ECB says can’t bail out Greece, sees contagion risk
By Boris Groendahl and Terhi Kinnunen
VIENNA/HELSINKI, Feb 9 (Reuters) – Greece must get its own house in order itself as the European Central Bank cannot bail it out, two ECB policymakers reiterated on Tuesday.
“Greece, being a euro country, is under the regime of euro regulations, and so the main policy approach is of course that they have to solve the problems themselves,” ECB Governing Council member Ewald Nowotny said in an interview.
“The ECB have a clear mandate … we have a clear no-bailout clause,” Nowotny said in an interview with FT Alphaville, a blog published by the Financial Times newspaper.
Fellow Governing Council member Erkki Liikanen told Finnish broadcaster YLE: “We wait and trust that Greece will carry out those actions it announced last week.”
“It is very important that we follow the stability pact guidelines and that all countries get their debt under control. Otherwise rates will rise and it will make paying back debt more difficult,” Liikanen said.
Nowotny added that speculation driven by hedge funds played a role in the slump of Greek and other peripheral euro zone debt, and that there should be efforts to curb those actions.
“There is, no doubt, a lot of speculation around,” Nowotny said. “So I heard yesterday, around here in London, talking with the bankers, it became quite obvious that hedge funds do play a role and this is something that I think one has to take seriously; and try to take some action against it.”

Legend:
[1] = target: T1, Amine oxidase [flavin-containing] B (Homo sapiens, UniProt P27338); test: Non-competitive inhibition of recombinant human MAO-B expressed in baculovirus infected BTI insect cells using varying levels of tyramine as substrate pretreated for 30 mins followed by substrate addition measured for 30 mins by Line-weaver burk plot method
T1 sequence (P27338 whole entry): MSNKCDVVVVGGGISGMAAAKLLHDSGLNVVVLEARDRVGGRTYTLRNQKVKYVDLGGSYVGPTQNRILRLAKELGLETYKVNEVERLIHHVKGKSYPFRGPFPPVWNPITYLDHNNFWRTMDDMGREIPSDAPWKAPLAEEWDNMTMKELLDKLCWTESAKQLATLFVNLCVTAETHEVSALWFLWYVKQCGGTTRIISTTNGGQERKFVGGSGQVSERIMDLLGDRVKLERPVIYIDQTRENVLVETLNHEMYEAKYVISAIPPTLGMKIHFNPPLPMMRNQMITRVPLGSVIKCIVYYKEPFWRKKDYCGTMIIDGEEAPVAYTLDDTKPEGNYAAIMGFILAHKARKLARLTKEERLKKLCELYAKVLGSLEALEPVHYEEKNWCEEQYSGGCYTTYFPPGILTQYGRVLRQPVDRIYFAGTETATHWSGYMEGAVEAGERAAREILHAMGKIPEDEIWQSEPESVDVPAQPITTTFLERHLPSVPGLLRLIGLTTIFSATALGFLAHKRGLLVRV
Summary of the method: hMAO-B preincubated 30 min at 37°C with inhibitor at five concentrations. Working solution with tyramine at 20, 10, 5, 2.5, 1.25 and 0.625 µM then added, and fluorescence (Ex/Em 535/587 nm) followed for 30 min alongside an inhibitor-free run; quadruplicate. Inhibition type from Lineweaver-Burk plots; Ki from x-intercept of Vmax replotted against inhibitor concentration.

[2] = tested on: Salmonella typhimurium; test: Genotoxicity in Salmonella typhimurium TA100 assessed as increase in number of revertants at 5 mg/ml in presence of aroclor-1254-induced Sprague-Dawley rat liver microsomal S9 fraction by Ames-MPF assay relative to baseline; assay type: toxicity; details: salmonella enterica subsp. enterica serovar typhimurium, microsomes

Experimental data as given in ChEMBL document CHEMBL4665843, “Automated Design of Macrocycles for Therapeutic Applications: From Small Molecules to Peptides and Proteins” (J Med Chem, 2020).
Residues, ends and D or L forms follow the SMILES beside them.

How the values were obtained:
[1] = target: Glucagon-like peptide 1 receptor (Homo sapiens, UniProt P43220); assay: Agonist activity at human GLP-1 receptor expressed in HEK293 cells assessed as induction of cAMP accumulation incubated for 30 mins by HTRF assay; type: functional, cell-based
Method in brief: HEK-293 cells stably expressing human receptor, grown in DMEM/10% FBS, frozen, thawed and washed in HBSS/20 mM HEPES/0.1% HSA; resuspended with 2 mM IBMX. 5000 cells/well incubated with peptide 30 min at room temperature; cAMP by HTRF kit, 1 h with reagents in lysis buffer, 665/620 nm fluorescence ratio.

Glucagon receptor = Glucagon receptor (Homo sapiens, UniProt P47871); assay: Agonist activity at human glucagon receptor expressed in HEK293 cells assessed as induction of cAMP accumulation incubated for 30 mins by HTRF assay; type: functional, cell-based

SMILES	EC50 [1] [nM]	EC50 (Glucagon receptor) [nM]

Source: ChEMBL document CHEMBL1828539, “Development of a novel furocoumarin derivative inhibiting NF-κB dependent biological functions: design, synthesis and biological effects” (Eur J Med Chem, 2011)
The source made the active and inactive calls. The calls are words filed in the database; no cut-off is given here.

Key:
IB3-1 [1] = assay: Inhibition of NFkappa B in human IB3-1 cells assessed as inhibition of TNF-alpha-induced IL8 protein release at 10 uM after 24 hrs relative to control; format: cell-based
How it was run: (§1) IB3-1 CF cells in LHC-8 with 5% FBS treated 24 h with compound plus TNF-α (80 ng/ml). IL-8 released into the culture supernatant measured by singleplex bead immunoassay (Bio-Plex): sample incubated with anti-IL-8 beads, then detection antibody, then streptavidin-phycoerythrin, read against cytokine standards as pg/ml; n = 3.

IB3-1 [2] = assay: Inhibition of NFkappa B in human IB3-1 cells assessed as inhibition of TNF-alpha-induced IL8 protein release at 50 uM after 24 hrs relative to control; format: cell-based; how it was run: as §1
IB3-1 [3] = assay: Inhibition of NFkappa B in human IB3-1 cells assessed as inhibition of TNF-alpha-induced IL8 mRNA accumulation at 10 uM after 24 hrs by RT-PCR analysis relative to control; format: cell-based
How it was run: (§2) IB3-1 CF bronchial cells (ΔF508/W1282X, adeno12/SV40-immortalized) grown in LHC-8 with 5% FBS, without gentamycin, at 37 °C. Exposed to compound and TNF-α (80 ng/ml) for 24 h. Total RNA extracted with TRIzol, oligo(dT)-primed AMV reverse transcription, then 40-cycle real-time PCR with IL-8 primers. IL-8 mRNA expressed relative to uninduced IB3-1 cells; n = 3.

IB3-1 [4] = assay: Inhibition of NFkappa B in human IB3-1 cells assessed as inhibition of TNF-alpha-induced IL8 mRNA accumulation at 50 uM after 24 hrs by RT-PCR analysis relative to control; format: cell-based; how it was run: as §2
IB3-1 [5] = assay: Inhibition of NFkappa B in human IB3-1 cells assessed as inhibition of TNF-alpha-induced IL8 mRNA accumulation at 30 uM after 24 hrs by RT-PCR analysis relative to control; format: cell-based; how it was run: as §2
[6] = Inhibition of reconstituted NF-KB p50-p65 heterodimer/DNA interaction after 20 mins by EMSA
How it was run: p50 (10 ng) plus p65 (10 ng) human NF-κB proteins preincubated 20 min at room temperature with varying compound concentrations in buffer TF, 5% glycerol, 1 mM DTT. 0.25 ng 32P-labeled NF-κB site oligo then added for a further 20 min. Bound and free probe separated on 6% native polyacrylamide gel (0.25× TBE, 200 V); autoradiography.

The risk that Greece’s troubles spill over to other euro zone countries such as Spain or Portugal also needed to be taken seriously, even though it was not based on economic fundamentals, Nowotny said.
“Of course contagion is something that has to be taken seriously. But I think it is not founded in economic reality For instance the Greek debt situation is quite substantially different from the one in Portugal and Spain. The situation in Portugal and Spain is much better compared to Greece.”
Euro zone assets recovered some poise on Tuesday as markets bet the European Union would take steps to restore confidence in struggling members like Greece at a summit this week.
While reiterating the ECB’s stance that there would be no Greek bailout, Nowotny said that for the EU and its members help would be a political decision.
“So the ECB as such cannot intervene. Whether there are some interventions from the side of individual countries, let’s say bilateral or some kind of concerted action, this is a political decision,” he said. “But it’s not, with regards to the ECB.”
Nowotny mentioned the EU’s structural funds as a policy tool that could be used to help Greece. (Reporting by Boris Groendahl; editing by Ron Askew) ((firstname.lastname@example.org; +43 1 53112-258; Reuters Messaging: email@example.com))